In New South Wales, the state Liberal government has signalled that it will begin a staged reintroduction of face-to-face classes starting on May 12. This is in line with calls from the state’s Teachers Federation for Year 12 and kindergarten students to begin attending schools again. As in every state, the unions have collaborated closely with the government, brushing aside the concerns of the teachers they falsely claim to represent.
In the Northern Territory, teachers are being forced to take classroom lessons and to prepare online classes. Measures for a full reopening of the schools are doubtless being discussed in other states and territories.
The stated rationale for resuming face-to-face teaching, that schools are unlikely centres of infection, is highly dubious. Earlier this month, a cluster of over 70 infections emerged at Marist College in the New Zealand city of Auckland. A number of schools in New South Wales and South Australia were forced to close prior to the end of Term One after cases were detected.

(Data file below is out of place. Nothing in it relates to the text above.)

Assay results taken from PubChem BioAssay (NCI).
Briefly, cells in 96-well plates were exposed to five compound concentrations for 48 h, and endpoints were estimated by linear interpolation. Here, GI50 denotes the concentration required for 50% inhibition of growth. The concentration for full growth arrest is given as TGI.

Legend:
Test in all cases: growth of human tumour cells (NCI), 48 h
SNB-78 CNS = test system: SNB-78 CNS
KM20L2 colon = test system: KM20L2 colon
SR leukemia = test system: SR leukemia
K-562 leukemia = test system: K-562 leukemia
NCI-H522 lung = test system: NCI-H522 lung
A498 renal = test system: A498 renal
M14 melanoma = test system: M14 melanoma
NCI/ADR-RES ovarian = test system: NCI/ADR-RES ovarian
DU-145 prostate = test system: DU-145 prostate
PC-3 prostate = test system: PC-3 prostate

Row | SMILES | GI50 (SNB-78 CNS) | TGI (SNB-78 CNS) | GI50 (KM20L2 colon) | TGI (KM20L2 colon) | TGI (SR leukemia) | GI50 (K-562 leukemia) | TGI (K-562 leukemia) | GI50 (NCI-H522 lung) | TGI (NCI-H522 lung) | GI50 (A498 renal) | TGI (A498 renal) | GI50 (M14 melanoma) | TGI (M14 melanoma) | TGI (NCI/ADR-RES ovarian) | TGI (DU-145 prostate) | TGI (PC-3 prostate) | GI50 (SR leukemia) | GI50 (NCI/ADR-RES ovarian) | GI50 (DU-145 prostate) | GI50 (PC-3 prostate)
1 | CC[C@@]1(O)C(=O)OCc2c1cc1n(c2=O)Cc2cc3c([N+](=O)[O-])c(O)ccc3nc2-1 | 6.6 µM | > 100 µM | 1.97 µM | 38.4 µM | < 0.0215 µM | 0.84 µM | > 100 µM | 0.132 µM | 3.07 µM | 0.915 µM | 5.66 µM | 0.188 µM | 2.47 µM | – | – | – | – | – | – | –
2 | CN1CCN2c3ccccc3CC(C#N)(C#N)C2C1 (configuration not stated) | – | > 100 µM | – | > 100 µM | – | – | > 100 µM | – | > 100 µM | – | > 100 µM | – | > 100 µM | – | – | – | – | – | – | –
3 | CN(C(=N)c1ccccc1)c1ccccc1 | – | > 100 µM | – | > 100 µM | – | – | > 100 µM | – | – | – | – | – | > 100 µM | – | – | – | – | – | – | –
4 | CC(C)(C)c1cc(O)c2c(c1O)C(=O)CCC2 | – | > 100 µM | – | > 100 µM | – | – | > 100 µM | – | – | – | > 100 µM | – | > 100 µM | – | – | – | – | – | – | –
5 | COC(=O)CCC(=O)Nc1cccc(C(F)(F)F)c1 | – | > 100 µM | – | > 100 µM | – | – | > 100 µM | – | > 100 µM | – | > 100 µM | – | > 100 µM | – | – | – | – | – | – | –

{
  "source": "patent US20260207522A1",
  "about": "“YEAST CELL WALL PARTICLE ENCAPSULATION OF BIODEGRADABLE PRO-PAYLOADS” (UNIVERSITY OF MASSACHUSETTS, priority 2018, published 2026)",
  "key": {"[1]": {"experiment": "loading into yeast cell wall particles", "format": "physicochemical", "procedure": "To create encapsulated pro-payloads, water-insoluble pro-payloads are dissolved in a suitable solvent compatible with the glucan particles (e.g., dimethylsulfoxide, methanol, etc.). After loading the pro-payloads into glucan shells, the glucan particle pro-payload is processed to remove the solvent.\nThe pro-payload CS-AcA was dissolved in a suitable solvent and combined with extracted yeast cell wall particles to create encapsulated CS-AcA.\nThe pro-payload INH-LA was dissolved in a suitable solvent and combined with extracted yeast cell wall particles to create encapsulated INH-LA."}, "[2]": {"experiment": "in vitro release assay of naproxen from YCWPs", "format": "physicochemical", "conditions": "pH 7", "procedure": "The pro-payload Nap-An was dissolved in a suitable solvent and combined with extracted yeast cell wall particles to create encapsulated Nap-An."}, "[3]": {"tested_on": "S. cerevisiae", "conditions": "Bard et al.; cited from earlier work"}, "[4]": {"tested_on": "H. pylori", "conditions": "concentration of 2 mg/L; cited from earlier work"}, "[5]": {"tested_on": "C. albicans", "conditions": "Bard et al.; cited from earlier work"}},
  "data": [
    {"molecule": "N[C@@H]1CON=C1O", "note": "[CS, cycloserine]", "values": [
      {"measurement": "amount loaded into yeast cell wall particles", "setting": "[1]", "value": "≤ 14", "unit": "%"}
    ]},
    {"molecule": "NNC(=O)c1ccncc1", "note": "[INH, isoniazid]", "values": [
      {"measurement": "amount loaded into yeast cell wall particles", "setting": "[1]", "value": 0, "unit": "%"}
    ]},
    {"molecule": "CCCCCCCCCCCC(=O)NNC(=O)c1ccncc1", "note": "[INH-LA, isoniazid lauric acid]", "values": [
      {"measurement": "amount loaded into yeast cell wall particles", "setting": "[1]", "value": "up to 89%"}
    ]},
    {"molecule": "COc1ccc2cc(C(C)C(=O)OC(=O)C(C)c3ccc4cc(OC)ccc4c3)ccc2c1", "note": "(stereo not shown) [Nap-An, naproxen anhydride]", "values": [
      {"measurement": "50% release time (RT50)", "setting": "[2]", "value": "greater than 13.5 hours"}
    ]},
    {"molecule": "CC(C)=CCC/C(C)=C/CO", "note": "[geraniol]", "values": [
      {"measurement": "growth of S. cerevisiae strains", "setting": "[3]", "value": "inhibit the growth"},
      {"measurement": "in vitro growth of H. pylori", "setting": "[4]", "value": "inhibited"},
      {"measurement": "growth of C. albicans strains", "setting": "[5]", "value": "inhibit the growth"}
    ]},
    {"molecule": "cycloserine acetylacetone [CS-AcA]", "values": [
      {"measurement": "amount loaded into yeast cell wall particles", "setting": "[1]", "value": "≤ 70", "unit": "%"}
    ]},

In reality, teachers are being subjected to dangerous conditions as the first step in imposing similar conditions on broader sections of the workforce. At the same time, tens of thousands of construction workers remain on the job at the behest of governments and the unions, despite the impossibility of practicing social distancing.
Behind the scenes, the ruling elite and its representatives are discussing how many people will be allowed to die to minimise any impact on corporate profits.
In an interview with Morrison last night, the Australian Broadcasting Corporation’s Leigh Sales noted that there have been no deaths under the 50- to 59-year-old cohort, and asked: “Is it fair to say that the people who are bearing the hardest burden of the economic shutdown are not the people who are at the most serious health risk?”